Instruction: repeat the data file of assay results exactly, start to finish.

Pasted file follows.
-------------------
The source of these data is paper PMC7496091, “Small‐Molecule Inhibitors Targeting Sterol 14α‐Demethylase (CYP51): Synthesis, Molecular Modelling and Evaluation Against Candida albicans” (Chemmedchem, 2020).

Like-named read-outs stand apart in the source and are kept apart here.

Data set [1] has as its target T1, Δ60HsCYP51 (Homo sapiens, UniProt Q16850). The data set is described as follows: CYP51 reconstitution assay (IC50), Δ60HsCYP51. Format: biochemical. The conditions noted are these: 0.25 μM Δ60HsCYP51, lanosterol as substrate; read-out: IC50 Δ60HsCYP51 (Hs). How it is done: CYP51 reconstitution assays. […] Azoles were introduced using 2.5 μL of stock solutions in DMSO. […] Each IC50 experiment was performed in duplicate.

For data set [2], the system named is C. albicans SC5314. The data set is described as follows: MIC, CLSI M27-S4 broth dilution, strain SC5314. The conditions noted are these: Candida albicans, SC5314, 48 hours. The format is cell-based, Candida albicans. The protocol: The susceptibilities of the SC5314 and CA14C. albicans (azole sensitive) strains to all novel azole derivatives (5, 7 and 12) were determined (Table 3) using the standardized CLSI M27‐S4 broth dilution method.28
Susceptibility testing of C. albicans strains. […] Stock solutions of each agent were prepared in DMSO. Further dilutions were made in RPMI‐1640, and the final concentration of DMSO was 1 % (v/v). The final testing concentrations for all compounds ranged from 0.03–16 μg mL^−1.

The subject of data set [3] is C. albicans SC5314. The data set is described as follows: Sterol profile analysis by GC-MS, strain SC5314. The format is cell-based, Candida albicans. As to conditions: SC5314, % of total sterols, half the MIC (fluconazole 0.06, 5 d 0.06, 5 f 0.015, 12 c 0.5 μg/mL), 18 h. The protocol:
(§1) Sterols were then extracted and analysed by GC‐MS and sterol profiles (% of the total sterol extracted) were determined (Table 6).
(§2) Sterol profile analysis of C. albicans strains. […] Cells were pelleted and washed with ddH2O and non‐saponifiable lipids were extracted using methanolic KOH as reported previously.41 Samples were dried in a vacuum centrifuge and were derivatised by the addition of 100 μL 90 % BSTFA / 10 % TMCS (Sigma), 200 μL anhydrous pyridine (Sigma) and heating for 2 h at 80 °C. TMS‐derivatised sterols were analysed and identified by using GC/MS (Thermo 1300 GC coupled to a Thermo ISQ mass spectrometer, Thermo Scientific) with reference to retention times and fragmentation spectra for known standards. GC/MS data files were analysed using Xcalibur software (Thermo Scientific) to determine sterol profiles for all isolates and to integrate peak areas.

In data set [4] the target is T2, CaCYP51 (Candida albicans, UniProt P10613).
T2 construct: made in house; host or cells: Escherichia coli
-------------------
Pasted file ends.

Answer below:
The source of these data is paper PMC7496091, “Small‐Molecule Inhibitors Targeting Sterol 14α‐Demethylase (CYP51): Synthesis, Molecular Modelling and Evaluation Against Candida albicans” (Chemmedchem, 2020).

Like-named read-outs stand apart in the source and are kept apart here.

Data set [1] has as its target T1, Δ60HsCYP51 (Homo sapiens, UniProt Q16850). The data set is described as follows: CYP51 reconstitution assay (IC50), Δ60HsCYP51. Format: biochemical. The conditions noted are these: 0.25 μM Δ60HsCYP51, lanosterol as substrate; read-out: IC50 Δ60HsCYP51 (Hs). How it is done: CYP51 reconstitution assays. […] Azoles were introduced using 2.5 μL of stock solutions in DMSO. […] Each IC50 experiment was performed in duplicate.

For data set [2], the system named is C. albicans SC5314. The data set is described as follows: MIC, CLSI M27-S4 broth dilution, strain SC5314. The conditions noted are these: Candida albicans, SC5314, 48 hours. The format is cell-based, Candida albicans. The protocol: The susceptibilities of the SC5314 and CA14C. albicans (azole sensitive) strains to all novel azole derivatives (5, 7 and 12) were determined (Table 3) using the standardized CLSI M27‐S4 broth dilution method.28
Susceptibility testing of C. albicans strains. […] Stock solutions of each agent were prepared in DMSO. Further dilutions were made in RPMI‐1640, and the final concentration of DMSO was 1 % (v/v). The final testing concentrations for all compounds ranged from 0.03–16 μg mL^−1.

The subject of data set [3] is C. albicans SC5314. The data set is described as follows: Sterol profile analysis by GC-MS, strain SC5314. The format is cell-based, Candida albicans. As to conditions: SC5314, % of total sterols, half the MIC (fluconazole 0.06, 5 d 0.06, 5 f 0.015, 12 c 0.5 μg/mL), 18 h. The protocol:
(§1) Sterols were then extracted and analysed by GC‐MS and sterol profiles (% of the total sterol extracted) were determined (Table 6).
(§2) Sterol profile analysis of C. albicans strains. […] Cells were pelleted and washed with ddH2O and non‐saponifiable lipids were extracted using methanolic KOH as reported previously.41 Samples were dried in a vacuum centrifuge and were derivatised by the addition of 100 μL 90 % BSTFA / 10 % TMCS (Sigma), 200 μL anhydrous pyridine (Sigma) and heating for 2 h at 80 °C. TMS‐derivatised sterols were analysed and identified by using GC/MS (Thermo 1300 GC coupled to a Thermo ISQ mass spectrometer, Thermo Scientific) with reference to retention times and fragmentation spectra for known standards. GC/MS data files were analysed using Xcalibur software (Thermo Scientific) to determine sterol profiles for all isolates and to integrate peak areas.

In data set [4] the target is T2, CaCYP51 (Candida albicans, UniProt P10613).
T2 construct: made in house; host or cells: Escherichia coli